News & Alerts

U.S. Fish and Wildlife Proposes New Protective Status for Captive Chimpanzees

UPDATE: In June 2015, the U.S. Fish and Wildlife Service announced it would give the same protections to chimpanzees held in captivity as it does their free-living cousins in Africa! Learn more.

In June 2013, the U.S. Fish and Wildlife Service (FWS) announced a proposal to protect all chimpanzees under the Endangered Species Act (ESA) – whether free living in Africa or held in a U.S. lab or other captive situations.

Read NEAVS comments submitted to FWS here.

In March 2010, a diverse coalition of organizations petitioned FWS to take action and "uplist" captive chimpanzees to endangered from their current threatened status consistent with the goals of the ESA. Petitioners included the Humane Society of the United States, the New England Anti-Vivisection Society (NEAVS), the Association of Zoos and Aquariums, the Jane Goodall Institute, the Pan African Sanctuary Alliance, the Wildlife Conservation Society, the Fund for Animals, and Humane Society International.

Free-living chimpanzees
Free-living chimpanzees in Gombe Stream National Park, Tanzania, Africa (NEAVS)

The FWS decision awaits a 60-day public comment period. Once finalized, captive chimpanzees’ new endangered status will place them alongside their free-living relatives in Africa. As such, research not benefiting the survival of the species would be prohibited, adding yet another barrier to wanton, unnecessary, and non-productive research purportedly to benefit human health. By listing all chimpanzees as endangered, the FWS findings will more consistently promote the conservation of the species as intended by the ESA.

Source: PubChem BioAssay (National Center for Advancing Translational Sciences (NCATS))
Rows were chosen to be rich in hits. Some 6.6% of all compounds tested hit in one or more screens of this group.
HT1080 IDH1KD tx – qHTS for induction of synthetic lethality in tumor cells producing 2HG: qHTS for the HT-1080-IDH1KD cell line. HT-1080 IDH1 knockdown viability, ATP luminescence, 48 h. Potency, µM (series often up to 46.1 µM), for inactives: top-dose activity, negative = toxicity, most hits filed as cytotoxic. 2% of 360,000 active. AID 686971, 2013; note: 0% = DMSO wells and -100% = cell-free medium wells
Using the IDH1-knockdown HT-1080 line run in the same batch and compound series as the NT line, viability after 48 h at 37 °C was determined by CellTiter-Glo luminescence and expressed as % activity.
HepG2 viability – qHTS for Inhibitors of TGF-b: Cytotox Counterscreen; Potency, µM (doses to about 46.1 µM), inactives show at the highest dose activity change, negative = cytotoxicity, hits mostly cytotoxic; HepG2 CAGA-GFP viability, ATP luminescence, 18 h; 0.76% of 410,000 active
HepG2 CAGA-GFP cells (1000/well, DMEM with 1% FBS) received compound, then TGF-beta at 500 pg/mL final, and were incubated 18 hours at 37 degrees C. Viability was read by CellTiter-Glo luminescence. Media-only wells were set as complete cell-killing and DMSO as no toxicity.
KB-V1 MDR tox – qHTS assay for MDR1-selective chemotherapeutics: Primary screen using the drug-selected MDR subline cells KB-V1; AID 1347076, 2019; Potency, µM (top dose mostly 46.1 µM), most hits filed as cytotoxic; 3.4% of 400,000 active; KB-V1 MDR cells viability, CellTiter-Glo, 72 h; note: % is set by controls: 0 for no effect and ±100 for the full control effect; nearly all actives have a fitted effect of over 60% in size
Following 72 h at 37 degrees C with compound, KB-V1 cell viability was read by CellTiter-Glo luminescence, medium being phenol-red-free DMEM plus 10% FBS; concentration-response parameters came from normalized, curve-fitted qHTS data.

"Chimpanzees in U.S. labs will be one step closer to being prohibited from indiscriminate use in human-directed research once appropriately listed as endangered,” says NEAVS President Theodora Capaldo, EdD. “NEAVS' Project R&R: Release and Restitution for Chimpanzees in U.S. Labs campaign has focused on several routes to end the use of chimpanzees and all great apes in U.S. research. While we would like to have seen a one-punch knockout to research on chimpanzees, an institution long overdue for dismantling, in reality ending the use of chimpanzees is being accomplished one major step at a time. Like the Institute of Medicine’s finding that 'most current biomedical research use of chimpanzees is not necessary' and the NIH's Council of Councils recommendation that nearly all federally owned or supported chimpanzees be retired to sanctuary, this USFWS decision continues momentum toward the inevitable protection of the first non-human species from research."

Note: The comment period is now closed.

Take Action

FWS needs to hear from you in support of listing U.S. captive chimpanzees as endangered during its 60-day comment period. Deadline is Aug. 12. Click here to add your comments in support of making the proposed endangered listing a reality!

For more background, visit our Endangered vs. Threatened webpage.